Having entered the city, and without delay, he went straight to the bishop’s palace, who was the recently arrived prelate named Father Juan de Zumarraga, a Franciscan religious. On arrival, he endeavored to see him; he pleaded with the servants to announce him; and after a long wait, he was called and advised that the bishop had ordered his admission. As he entered, he bowed, and on bended knees before him, he then delivered the message from the lady from heaven; he also told him all he had admired, seen, and heard. After having heard his chat and message, it appeared incredible; then he told him: “You will return, my son, and I will hear you at my pleasure. I will review it from the beginning and will give thought to the wishes and desires for which you have come.” He left and he seemed sad, because his message had not been realized in any of its forms.He returned on the same day. He came directly to the top of the hill, met the Lady from heaven, who was awaiting him, in the same spot where he saw her the first time. Seeing her, postrated before her, he said: “Lady, the least of my daughters, my Child, I went where you sent me to comply with your command. With difficulty I entered the prelate’s study. I saw him and exposed your message, just as you instructed me. He received me benevolently and listened attentively, but when he replied, it appeared that he did not believe me. He said: “You will return; I will hear you at my pleasure. I will review from the beginning the wish and desire which you have brought.” I perfectly understood by the manner he replied that he believes it to be an invention of mine that you wish that a temple be built here to you, and that it is not your order; for which I exceedingly beg, Lady and my Child, that you entrust the delivery of your message to someone of importance, well known, respected, and esteemed, so that they may believe in him; because I am a nobody, I am a small rope, a tiny ladder, the tail end, a leaf, and you, my Child, the least of my children, my Lady, you send me to a place where I never visit nor repose. Please excuse the great unpleasantness and let not fretfulness befall, my Lady and my All.”
The Blessed Virgin answered: “Hark, my son the least, you must understand that I have many servants and messengers, to whom I must entrust the delivery of my message, and carry my wish, but it is of precise detail that you yourself solicit and assist and that through your mediation my wish be complied. I earnestly implore, my son the least, and with sternness I command that you again go tomorrow and see the bishop. You go in my name, and make known my wish in its entirety that he has to start the erection of a temple which I ask of him. And again tell him that I, in person, the ever-virgin Holy Mary, Mother of God, sent you.” Juan Diego replied: “Lady, my Child, let me not cause you affliction. Gladly and willingly I will go to comply your mandate. Under no condition will I fail to do it, for not even the way is distressing. I will go to do your wish, but perhaps I will not be heard with liking, or if I am heard I might not be believed. Tomorrow afternoon, at sunset, I will come to bring you the result of your message with the prelate’s reply. I now take leave, my Child, the least, my Child and Lady. Rest in the meantime.” He then left to rest in his home.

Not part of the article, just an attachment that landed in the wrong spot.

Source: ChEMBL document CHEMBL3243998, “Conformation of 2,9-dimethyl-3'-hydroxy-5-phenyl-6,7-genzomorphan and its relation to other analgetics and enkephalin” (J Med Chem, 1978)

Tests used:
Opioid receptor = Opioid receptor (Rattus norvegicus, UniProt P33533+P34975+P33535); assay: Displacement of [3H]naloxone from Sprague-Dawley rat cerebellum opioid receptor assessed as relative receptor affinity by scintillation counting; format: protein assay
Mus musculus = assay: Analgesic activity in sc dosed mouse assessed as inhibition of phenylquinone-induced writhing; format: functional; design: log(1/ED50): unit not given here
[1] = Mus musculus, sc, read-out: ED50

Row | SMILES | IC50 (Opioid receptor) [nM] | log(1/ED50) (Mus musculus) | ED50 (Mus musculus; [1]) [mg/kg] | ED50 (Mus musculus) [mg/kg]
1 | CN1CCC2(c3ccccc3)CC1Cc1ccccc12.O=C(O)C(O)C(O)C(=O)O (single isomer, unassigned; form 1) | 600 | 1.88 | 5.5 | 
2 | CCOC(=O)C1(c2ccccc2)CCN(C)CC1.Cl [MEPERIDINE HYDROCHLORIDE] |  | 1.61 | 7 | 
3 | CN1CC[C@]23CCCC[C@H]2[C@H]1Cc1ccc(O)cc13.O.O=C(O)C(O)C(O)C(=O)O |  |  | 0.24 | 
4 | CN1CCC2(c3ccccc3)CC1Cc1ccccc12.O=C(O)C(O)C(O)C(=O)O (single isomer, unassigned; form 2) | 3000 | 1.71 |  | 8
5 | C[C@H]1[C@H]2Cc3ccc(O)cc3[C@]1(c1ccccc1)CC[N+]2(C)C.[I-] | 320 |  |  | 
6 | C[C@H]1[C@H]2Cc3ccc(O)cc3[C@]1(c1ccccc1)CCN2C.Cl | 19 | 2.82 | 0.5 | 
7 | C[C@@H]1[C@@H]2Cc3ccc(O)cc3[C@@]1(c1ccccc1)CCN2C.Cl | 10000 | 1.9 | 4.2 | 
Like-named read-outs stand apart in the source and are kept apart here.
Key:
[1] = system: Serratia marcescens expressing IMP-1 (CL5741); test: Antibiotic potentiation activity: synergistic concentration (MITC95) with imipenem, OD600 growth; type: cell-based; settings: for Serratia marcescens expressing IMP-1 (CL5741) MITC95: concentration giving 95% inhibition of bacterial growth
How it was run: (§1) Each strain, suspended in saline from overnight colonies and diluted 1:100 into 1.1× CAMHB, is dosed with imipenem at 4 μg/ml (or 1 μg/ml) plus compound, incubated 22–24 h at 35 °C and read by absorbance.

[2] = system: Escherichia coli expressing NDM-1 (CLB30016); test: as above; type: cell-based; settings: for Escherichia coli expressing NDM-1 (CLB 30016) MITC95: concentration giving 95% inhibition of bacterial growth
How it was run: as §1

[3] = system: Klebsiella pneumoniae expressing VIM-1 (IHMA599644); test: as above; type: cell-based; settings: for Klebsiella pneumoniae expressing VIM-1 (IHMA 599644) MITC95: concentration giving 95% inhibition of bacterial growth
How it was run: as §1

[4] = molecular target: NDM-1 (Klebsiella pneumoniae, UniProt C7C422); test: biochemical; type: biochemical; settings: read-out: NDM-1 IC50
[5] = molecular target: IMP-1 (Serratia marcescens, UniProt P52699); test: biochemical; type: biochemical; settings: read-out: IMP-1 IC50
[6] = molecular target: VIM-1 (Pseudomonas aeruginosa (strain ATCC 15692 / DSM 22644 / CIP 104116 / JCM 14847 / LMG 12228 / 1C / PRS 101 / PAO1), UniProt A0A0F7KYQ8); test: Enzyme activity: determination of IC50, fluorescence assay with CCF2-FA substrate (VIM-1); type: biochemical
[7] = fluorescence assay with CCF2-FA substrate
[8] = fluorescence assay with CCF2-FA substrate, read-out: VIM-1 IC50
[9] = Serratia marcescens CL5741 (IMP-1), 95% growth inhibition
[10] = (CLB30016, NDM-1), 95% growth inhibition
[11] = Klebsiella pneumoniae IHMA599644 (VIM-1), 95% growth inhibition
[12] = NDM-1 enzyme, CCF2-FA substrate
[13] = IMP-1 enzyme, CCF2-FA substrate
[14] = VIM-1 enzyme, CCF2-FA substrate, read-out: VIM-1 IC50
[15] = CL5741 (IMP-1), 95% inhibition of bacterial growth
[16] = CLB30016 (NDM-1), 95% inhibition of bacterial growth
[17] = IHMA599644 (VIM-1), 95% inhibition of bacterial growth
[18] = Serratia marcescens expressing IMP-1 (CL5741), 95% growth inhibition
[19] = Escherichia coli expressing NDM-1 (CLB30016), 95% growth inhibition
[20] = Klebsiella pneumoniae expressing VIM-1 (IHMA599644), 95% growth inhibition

The next day, Sunday, before dawn, he left home on his way to Tlatilolco, to be instructed in things divine, and to be present for roll call, following which he had to see the prelate. Nearly at ten, and swiftly, after hearing Mass and being counted and the crowd had dispersed, he went. On the hour Juan Diego left for the palace of the bishop. Hardly had he arrived, he eagerly tried to see him. Again with much difficulty he was able to see him. He kneeled before his feet. He saddened and cried as he expounded the mandate of the Lady from heaven, which God grant he would believe his message, and the wish of the Immaculate, to erect her temple where she willed it to be. The bishop, to assure himself, asked many things, where he had seen her and how she looked; and he described everything perfectly to the bishop. Notwithstanding his precise explanation of her figure and all that he had seen and admired, which in itself reflected her as being the ever-virgin Holy Mother of the Saviour, Our Lord Jesus Christ, nevertheless, he did not give credence and said that not only for his request he had to do what he had asked; that, in addition, a sign was very necessary, so that he could be believed that he was sent by the true Lady from heaven. Therefore, he was heard, said Juan Diego to the bishop: “My lord, hark! what must be the sign that you ask? For I will go to ask the Lady from heaven who sent me here.” The bishop, seeing that he ratified everything without doubt and was not retracting anything, dismissed him. Immediately he ordered some persons of his household, in whom he could trust, to go and watch where he went and whom he saw and to whom he spoke. So it was done. Juan Diego went straight to the avenue. Those that followed him, as they crossed the ravine, near the bridge to Tepeyacac, lost sight of him. They searched everywhere, but he could not be seen. Thus they returned, not only because they were disgusted, but also because they were hindered in their intent, causing them anger. And that is what they informed the bishop, influencing him not to believe Juan Diego; they told him that he was being deceived; that Juan Diego was only forging what he was saying, or that he was simply dreaming what he said and asked. They finally schemed that if he ever returned, they would hold and punish him harshly, so that he would never lie or deceive again.In the meantime, Juan Diego was with the Blessed Virgin, relating the answer he was bringing from his lordship, the bishop. The lady, having heard, told him: “Well and good, my little dear, you will return here tomorrow, so you may take to the bishop the sign he has requested. With this he will believe you, and in this regard he will not doubt you nor will he be suspicious of you; and know, my little dear, that I will reward your solicitude and effort and fatigue spent of my behalf. Lo! go now. I will await you here tomorrow.”